How many distraught parents do you suspect have begged the Lord to intervene in their children’s lives but received no such miraculous relief from the Lord? Understanding that God is no respecter of persons, and is absolutely, eternally just and fair, why is it that Alma’s son got what appears to be preferential treatment? The angel gives the answer in explaining why he had come: “That the prayers of his servants might be answered according to their faith.”
Why did Alma have this faith which was sufficient to open the heavens and call forth angels? It is my belief that the larger part his extraordinary faith was because he had heard the Lord’s own voice promising him eternal life, for himself and his posterity. Therefore, in spite of his son’s evil behavior he knew his son’s true celestial nature.
God’s sending forth an angel did not result in Alma the younger receiving an unfair advantage, it resulted in Alma the elder receiving blessings he had been promised, and Alma the younger taking his premortally promised place. Alma the elder had perfect faith that he could make this request because of the Lord’s own words, and did so with tremendous faith and impact.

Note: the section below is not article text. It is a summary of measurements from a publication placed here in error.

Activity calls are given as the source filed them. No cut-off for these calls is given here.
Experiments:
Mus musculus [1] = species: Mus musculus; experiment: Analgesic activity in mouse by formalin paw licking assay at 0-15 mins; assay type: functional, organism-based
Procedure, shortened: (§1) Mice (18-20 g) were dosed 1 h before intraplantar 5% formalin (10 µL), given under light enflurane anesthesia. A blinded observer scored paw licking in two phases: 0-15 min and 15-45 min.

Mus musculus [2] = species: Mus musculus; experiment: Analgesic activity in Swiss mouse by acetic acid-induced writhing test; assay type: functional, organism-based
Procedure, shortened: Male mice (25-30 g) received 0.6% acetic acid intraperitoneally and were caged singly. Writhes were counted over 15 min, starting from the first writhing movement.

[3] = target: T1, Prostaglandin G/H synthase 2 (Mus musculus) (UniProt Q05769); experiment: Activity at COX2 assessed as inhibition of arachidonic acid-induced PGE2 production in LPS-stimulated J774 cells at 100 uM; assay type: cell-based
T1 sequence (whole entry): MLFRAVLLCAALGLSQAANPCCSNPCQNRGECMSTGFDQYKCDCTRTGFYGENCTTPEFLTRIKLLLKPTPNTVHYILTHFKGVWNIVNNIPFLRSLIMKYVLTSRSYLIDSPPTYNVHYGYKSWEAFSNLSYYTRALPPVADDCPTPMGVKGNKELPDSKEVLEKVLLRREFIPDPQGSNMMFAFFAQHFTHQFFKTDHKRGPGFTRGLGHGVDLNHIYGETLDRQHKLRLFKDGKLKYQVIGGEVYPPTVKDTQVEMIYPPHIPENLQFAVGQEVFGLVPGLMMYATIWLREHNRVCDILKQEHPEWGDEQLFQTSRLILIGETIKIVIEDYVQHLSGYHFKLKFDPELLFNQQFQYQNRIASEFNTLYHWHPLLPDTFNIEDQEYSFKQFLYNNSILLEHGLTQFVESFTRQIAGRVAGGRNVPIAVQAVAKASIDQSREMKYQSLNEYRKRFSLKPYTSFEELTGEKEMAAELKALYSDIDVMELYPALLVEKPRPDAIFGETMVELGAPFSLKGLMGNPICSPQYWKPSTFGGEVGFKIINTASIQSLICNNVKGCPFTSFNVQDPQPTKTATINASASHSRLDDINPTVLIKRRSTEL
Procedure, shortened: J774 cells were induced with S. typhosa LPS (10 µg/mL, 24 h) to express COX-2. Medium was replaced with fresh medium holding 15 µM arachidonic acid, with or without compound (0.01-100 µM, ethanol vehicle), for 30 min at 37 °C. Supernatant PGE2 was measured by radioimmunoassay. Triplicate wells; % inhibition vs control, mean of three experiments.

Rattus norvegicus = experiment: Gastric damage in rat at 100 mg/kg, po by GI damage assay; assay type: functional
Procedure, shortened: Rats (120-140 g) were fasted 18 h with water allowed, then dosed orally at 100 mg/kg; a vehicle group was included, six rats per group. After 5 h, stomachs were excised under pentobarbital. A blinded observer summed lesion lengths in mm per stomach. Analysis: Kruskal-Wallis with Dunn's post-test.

Laman and Lemuel, the sons of the prophet Lehi, were similarly unrighteous and their father undoubtedly prayed as fervently, and with equal faith as did Alma the great High Priest. The Lord sent angels to Laman and Lemuel as well, and gave them numerous, undeniable witnesses, all of which they eventually rejected. While the scriptures are silent on this subject, it appears that children thus sealed up by promises to their parents may willfully reject their own promise and position. It may be this principle which is echoed in the words of the angel to Alma the younger: “Even if thou wilt of thyself be cast off.” (2 Nephi 27:16). Even though the angel had come from the presence of God to call Alma’s son to repentance, Alma the younger could still choose to be cast off if he desired, but it would be in the face of the absolute knowledge that he was choosing evil rather than good. The most inviolate principle of this life is our God-given agency with which we choose our own reward. This agency remains fully operative in all of God’s children regardless of their parents’ righteousness.
– Brother John
— John Pontius, “Following the Light of Christ into His Presence”